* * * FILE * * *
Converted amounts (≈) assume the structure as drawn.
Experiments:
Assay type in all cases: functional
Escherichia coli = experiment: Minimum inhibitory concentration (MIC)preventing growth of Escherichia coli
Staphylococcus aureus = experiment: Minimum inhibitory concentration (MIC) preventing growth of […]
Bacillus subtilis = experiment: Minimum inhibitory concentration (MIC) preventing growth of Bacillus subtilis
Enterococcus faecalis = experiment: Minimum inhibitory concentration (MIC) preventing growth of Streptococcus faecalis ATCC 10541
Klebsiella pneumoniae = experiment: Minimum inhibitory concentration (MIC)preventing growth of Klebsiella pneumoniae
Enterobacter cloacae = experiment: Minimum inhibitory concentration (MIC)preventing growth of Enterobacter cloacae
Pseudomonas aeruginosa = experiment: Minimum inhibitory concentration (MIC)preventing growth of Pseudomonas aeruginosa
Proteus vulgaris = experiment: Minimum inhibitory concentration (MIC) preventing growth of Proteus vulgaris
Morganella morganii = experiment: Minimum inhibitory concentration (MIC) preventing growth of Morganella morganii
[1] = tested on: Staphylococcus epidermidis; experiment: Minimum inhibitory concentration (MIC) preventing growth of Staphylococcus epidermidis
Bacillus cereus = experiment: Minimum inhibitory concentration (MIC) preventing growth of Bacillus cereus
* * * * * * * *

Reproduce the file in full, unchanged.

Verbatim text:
Converted amounts (≈) assume the structure as drawn.
Experiments:
Assay type in all cases: functional
Escherichia coli = experiment: Minimum inhibitory concentration (MIC)preventing growth of Escherichia coli
Staphylococcus aureus = experiment: Minimum inhibitory concentration (MIC) preventing growth of […]
Bacillus subtilis = experiment: Minimum inhibitory concentration (MIC) preventing growth of Bacillus subtilis
Enterococcus faecalis = experiment: Minimum inhibitory concentration (MIC) preventing growth of Streptococcus faecalis ATCC 10541
Klebsiella pneumoniae = experiment: Minimum inhibitory concentration (MIC)preventing growth of Klebsiella pneumoniae
Enterobacter cloacae = experiment: Minimum inhibitory concentration (MIC)preventing growth of Enterobacter cloacae
Pseudomonas aeruginosa = experiment: Minimum inhibitory concentration (MIC)preventing growth of Pseudomonas aeruginosa
Proteus vulgaris = experiment: Minimum inhibitory concentration (MIC) preventing growth of Proteus vulgaris
Morganella morganii = experiment: Minimum inhibitory concentration (MIC) preventing growth of Morganella morganii
[1] = tested on: Staphylococcus epidermidis; experiment: Minimum inhibitory concentration (MIC) preventing growth of Staphylococcus epidermidis
Bacillus cereus = experiment: Minimum inhibitory concentration (MIC) preventing growth of Bacillus cereus